For many of us, the stock market is a black box. We don’t know the details of how orders are executed, and we don’t need to know. This is changing. On December 14, 2022, the SEC issued four separate proposals related to equity market structure:
- Disclosure of Order Execution Information
- Regulation NMS: Minimum Pricing Increments, Access Fees, and Transparency of Better Priced Orders
- Order Competition Rule
- Regulation Best Execution
To appreciate the issues the rulemaking is intended to address, we must understand equity market structure and how stock orders are executed. Although the proposals only directly impact BDs that route or execute orders, there is indirect impact on introducing BDs and IAs.
Consider an IA that is performing a best execution review. Typically, a key component of this review is reviewing the custodian’s execution quality statistics, specifically, percentage of price improvement. As of December 27, 2022, Fidelity Investments (“Fidelity”) discloses 90.6% price improvement, $17.46 average savings per order and average execution speed of 0.08 seconds.5 While these statistics appear to be monumentally impressive, they may be “suboptimal” if inferior compared to competitors.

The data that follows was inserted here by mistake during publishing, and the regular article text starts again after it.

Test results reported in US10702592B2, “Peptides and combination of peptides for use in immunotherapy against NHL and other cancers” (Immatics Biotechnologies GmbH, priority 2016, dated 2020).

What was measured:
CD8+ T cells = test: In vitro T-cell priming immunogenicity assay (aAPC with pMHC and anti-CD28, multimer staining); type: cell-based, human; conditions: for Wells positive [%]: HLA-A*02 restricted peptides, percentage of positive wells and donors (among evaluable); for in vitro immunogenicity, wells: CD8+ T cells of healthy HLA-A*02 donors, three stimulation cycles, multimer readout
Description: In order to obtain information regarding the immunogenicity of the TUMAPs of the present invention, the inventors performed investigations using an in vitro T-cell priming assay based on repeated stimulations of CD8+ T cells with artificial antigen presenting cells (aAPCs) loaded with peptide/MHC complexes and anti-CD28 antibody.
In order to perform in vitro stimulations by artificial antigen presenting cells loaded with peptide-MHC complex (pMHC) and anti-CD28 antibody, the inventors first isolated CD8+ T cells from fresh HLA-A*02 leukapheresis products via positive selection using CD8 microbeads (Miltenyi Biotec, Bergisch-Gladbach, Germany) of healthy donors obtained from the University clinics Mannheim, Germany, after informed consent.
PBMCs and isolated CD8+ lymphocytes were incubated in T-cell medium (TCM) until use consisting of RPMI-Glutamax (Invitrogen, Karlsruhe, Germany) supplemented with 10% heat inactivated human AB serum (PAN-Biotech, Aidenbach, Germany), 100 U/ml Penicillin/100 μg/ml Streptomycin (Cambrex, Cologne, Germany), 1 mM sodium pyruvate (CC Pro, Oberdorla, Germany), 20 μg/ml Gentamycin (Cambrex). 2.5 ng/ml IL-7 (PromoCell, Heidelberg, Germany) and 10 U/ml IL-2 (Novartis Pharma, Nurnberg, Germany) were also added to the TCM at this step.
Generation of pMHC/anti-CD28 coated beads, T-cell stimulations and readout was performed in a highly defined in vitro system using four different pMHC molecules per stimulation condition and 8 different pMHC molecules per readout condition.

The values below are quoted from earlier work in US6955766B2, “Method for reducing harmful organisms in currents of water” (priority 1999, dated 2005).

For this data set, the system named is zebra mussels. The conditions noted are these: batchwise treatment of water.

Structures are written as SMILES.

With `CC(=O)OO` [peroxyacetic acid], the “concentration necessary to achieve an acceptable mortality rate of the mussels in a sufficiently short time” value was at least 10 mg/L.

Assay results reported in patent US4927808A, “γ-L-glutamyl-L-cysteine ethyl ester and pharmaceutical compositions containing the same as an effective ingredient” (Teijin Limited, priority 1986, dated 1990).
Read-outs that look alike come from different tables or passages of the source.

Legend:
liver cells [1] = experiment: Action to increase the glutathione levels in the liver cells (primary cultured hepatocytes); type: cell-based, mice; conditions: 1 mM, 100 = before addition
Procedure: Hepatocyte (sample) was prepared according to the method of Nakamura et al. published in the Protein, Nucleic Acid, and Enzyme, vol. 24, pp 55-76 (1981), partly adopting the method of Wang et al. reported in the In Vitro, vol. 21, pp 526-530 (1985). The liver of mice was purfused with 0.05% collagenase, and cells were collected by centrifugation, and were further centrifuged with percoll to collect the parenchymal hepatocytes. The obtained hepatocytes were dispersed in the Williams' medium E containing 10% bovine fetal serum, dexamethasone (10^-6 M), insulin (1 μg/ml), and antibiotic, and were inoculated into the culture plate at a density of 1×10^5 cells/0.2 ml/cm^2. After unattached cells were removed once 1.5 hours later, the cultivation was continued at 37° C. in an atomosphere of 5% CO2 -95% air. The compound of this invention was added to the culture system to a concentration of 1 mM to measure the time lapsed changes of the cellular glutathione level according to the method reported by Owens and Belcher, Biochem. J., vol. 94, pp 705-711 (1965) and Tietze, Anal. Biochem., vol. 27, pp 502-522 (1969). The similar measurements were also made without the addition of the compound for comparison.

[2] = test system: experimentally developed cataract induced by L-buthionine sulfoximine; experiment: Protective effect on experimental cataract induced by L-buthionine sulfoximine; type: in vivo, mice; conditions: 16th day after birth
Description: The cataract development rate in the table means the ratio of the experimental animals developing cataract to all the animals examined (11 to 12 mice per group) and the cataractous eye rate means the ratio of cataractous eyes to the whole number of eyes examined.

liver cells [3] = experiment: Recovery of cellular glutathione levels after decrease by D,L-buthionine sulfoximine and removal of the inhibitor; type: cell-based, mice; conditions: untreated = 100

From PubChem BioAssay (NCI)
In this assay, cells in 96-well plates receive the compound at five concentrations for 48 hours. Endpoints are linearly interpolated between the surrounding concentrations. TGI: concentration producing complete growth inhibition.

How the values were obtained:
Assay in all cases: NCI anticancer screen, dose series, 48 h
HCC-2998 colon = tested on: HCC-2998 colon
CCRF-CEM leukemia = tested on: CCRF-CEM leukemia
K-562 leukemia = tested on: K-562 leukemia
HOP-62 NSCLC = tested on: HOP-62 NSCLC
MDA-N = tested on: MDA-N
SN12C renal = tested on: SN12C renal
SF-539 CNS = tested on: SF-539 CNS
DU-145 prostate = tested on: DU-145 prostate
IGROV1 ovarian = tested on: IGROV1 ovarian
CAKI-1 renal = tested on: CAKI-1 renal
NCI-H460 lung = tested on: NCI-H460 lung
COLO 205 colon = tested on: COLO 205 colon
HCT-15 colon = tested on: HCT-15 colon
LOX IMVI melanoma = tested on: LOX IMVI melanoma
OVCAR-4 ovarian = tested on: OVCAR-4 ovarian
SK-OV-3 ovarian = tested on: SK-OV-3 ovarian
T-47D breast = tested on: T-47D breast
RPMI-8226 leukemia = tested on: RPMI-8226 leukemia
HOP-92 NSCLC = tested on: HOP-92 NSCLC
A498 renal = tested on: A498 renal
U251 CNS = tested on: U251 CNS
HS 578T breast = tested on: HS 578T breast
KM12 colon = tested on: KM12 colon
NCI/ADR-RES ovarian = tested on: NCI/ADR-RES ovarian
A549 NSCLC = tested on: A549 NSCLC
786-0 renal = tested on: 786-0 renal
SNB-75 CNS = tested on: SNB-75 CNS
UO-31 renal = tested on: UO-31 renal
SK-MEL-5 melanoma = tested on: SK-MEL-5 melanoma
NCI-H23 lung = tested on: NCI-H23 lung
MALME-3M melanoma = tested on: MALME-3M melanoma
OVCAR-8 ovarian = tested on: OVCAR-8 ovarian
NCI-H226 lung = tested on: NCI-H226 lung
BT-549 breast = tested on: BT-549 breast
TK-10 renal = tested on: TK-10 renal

A basic understanding of how orders are executed will provide the foundation for comprehending issues in equity market structure, proposed rulemaking and how to meet regulatory obligations such as best execution. Below are definitions and explanations of current equity market structures, and a brief summary of the new proposed rules.
To read the entire NSCP article, please click here.